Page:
| With its world-class wines and laid-back atmosphere, the Northern California town of Sonoma has a reputation for serenity. Intel's latest mobile technology, code-named Sonoma (precisely to trigger these types of associations), seeks to deliver a similarly peaceful computing experience with updated versions of Centrino components. Sonoma marks the debut of a revised Pentium M processor, 855 chipset, and 802.11 wireless card, all designed to work in tandem for fast and flexible mobile computing. Still, the question remains: is this just marketing, or can users actually expect to see noticeable returns from the new technology?
Moving more data faster: Alviso
Intel's new 915 chipset, code-named Alviso, is stealing most of the spotlight as it finally brings PCI Express (PCIe, for short) to laptops (desktops have been running PCIe since summer 2004). In a nutshell, the technology boosts performance by ushering data back and forth between the CPU and the other components via two channels, each of which can process data in 4GB increments. In contrast, the current-generation 855 chipset accommodates a single 2GB channel for both incoming and outgoing data. In a boon to gamers, graphics pros, and audiophiles in particular, PCIe promises to move large graphics and music files to and from the CPU more quickly, resulting in less audio and video chop. The 915 chipset also supports 533MHz, dual-channel, double-data-rate (DDR) 2 memory, marking another step up from the 855 chipset that tops out with 400MHz memory.
There are two versions of the 915 chipset. For those who seek optimal performance--gamers, video editors, and other demanding users--the 915PM adds a PCIe-enabled graphics chip, such as ATI's 128MB Mobility Radeon X600, with its own dedicated video RAM. For the rest of us, the second-string 915GM will likely do the trick, handling graphics tasks on its own with a built-in Intel Graphics Media Accelerator 900 that borrows up to 128MB of main memory to use for video RAM.
The revised Pentium M processor boasts some improvements of its own. The processor's frontside bus (FSB), which controls the speed of data flow between memory and CPU, has jumped from 400MHz to 533MHz. Intel estimates the new FSB dispenses with data 33 percent faster than the old, producing quicker task execution and less power consumption. The Pentium M still carries a hefty 2MB of level-2 cache--a memory type that stores repetitive task instructions that the CPU can call up swiftly.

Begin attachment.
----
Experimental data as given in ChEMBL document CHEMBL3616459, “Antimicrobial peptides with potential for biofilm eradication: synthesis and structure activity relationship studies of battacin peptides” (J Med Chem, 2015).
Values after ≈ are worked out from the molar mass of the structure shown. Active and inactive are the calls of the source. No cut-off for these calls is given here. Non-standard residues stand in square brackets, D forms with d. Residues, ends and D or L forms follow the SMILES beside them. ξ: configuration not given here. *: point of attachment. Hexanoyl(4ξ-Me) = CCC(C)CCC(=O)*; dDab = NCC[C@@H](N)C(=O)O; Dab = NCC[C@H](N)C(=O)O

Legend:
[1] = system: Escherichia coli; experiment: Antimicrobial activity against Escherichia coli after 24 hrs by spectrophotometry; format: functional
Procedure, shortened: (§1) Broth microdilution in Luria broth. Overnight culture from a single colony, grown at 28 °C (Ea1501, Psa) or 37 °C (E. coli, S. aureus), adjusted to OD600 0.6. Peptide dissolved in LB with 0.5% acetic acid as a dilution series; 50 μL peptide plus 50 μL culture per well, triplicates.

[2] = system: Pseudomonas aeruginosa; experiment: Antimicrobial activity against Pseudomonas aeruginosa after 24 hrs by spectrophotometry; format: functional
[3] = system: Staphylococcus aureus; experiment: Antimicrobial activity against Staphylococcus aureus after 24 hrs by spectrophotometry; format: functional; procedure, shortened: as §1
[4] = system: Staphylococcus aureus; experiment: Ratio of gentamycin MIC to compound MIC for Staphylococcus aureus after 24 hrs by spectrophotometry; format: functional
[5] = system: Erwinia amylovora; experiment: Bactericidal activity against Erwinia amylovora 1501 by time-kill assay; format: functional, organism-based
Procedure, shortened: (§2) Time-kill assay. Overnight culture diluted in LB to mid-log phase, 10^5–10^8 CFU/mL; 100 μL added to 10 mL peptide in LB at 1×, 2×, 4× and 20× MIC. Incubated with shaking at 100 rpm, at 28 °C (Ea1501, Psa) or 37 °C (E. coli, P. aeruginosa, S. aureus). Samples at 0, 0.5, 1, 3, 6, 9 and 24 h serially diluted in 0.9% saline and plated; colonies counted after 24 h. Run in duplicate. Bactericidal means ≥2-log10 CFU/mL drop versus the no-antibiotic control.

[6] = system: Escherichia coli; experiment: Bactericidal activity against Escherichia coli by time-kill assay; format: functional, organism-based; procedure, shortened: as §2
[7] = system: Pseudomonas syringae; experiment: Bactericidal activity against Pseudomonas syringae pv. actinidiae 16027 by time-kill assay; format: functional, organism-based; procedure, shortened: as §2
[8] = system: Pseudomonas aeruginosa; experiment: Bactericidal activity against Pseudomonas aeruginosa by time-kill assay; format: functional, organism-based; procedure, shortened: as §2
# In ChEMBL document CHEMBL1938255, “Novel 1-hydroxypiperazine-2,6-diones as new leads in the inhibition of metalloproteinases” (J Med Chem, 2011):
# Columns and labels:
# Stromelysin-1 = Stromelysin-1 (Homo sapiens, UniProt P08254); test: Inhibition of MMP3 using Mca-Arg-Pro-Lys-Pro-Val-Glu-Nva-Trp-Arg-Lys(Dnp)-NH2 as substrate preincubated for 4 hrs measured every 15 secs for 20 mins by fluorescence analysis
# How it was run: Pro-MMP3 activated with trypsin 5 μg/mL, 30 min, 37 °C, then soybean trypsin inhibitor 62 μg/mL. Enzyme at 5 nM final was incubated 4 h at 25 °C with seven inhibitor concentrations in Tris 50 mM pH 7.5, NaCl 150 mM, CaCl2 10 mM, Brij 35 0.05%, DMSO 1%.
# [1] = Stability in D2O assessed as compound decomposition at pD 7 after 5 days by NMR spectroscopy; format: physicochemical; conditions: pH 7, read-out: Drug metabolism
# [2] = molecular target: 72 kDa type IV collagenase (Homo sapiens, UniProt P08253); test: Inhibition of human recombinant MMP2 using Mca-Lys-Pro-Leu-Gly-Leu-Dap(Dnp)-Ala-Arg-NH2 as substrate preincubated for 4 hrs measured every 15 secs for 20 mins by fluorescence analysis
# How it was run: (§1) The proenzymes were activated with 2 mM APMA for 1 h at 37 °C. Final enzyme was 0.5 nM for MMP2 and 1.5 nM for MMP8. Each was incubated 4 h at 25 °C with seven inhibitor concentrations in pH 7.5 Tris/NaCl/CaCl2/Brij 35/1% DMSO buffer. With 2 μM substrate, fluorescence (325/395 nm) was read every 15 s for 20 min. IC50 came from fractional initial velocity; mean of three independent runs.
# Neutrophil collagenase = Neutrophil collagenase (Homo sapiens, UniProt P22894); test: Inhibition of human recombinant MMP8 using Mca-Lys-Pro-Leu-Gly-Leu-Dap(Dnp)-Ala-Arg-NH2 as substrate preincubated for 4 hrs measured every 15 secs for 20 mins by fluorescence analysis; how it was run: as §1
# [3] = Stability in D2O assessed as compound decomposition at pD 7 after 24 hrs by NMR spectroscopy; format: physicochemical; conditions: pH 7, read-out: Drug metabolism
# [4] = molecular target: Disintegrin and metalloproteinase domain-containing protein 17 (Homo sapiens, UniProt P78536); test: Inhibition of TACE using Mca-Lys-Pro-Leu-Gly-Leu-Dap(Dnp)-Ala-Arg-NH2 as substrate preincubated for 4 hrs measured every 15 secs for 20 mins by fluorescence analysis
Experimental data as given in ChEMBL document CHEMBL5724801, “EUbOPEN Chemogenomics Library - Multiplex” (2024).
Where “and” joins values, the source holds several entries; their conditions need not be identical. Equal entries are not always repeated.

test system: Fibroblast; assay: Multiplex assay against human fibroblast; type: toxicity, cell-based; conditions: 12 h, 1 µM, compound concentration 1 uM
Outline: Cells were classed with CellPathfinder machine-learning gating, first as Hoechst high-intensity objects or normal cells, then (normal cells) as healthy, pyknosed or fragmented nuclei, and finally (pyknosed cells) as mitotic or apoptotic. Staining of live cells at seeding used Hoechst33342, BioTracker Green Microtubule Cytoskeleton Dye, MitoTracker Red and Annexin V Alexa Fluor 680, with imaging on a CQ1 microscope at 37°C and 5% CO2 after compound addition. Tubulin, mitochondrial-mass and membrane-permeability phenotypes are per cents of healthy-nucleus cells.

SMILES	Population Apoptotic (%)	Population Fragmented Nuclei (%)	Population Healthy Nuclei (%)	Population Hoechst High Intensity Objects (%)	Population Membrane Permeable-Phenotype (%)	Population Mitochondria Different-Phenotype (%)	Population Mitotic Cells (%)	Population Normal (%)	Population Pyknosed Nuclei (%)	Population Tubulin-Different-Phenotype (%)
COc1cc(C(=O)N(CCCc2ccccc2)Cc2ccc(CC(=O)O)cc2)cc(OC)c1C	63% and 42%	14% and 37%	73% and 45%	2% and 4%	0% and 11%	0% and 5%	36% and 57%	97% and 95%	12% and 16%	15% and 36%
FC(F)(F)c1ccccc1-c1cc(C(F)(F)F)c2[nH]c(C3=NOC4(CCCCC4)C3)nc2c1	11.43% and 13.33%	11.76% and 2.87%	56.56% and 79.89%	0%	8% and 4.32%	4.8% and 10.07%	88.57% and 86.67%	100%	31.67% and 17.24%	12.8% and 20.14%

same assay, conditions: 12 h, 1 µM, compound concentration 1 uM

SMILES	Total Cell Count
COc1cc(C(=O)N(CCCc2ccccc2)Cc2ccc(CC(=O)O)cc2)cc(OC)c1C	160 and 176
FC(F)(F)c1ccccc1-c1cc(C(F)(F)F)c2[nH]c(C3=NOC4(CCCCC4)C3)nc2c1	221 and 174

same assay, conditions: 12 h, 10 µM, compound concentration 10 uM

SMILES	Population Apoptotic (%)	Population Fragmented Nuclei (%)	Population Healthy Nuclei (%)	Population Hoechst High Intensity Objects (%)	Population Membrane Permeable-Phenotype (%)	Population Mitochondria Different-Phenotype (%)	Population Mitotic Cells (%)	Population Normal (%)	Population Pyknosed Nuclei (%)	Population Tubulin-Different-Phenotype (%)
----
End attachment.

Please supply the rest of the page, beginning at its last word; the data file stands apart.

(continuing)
Intel will also now include its Pro Wireless 2915ABG card as a standard part of the Sonoma trio. While Centrino's original Intel Wi-Fi card connected only to 802.11b networks, the new dual-band card hooks up 802.11a and b/g frequencies, giving you greater freedom to roam.
Makeovers for everybody
Intel is not the only chip maker with upgrade plans for the new year. At CES in early January, AMD introduced its new Turion 64 mobile technology, which seeks to upgrade the company's Athlon 64 platform for superior performance, wireless capability, and battery life. Think of Turion as AMD's answer to Centrino. Transmeta, whose low-power CPUs are often featured in smaller form factor laptops and tablet PCs, also announced plans to put its Efficeon processor into a batch of Media Center PCs in 2005. The low-heat Efficeon allows PC makers to go fanless--good for quieter living-room systems--and use smaller form factors.
The first laptops to feature Sonoma technology are currently under evaluation in CNET Labs. An early comparison of a few new Sonoma systems to the previous generation of Centrino machines doesn't show huge performance gains in all areas. We'll be updating this page with reviews and tests results, so bookmark it and check back often to find out whether Sonoma actually makes a difference.
Read the CNET editor's take